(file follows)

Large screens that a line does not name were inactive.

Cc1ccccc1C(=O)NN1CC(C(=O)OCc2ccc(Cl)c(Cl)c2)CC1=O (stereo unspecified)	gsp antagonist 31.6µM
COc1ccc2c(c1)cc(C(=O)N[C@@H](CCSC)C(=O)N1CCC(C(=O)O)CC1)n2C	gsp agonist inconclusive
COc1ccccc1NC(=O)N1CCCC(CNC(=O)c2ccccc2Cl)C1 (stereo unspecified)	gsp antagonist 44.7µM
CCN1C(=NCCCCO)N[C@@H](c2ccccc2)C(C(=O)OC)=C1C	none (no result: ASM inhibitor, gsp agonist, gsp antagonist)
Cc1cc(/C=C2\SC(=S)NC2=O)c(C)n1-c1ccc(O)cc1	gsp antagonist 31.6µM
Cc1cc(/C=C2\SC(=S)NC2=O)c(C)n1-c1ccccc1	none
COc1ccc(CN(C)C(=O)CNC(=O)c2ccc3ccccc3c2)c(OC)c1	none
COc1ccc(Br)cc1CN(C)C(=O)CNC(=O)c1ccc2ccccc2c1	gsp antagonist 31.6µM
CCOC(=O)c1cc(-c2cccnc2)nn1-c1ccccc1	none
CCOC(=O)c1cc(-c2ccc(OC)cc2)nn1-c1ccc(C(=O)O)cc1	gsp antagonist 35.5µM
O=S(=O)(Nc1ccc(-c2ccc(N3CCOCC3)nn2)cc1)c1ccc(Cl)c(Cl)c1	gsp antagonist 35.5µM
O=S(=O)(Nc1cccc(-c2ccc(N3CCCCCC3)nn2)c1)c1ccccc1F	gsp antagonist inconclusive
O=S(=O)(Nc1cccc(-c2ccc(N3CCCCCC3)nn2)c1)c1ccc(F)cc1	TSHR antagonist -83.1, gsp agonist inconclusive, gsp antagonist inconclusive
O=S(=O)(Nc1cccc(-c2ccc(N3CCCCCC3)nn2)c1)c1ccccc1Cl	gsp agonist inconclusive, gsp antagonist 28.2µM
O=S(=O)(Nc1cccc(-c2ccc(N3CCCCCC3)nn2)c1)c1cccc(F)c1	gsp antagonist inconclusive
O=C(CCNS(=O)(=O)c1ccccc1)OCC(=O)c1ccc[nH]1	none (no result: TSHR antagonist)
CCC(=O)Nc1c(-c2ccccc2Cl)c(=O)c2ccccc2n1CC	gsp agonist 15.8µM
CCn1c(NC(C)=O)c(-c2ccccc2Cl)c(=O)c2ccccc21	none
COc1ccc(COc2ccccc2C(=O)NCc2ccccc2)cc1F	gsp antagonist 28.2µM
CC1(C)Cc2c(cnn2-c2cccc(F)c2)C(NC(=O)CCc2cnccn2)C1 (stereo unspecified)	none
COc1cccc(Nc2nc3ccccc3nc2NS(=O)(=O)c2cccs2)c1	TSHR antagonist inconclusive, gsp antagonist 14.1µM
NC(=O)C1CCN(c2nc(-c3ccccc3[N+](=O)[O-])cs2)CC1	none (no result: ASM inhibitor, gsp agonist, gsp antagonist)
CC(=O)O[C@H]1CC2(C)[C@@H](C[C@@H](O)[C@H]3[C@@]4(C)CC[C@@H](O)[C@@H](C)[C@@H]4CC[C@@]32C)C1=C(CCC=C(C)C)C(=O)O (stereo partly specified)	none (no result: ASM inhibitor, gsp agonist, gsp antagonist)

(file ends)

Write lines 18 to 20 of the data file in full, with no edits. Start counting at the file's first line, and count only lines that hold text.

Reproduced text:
CCC(=O)Nc1c(-c2ccccc2Cl)c(=O)c2ccccc2n1CC	gsp agonist 15.8µM
CCn1c(NC(C)=O)c(-c2ccccc2Cl)c(=O)c2ccccc21	none
COc1ccc(COc2ccccc2C(=O)NCc2ccccc2)cc1F	gsp antagonist 28.2µM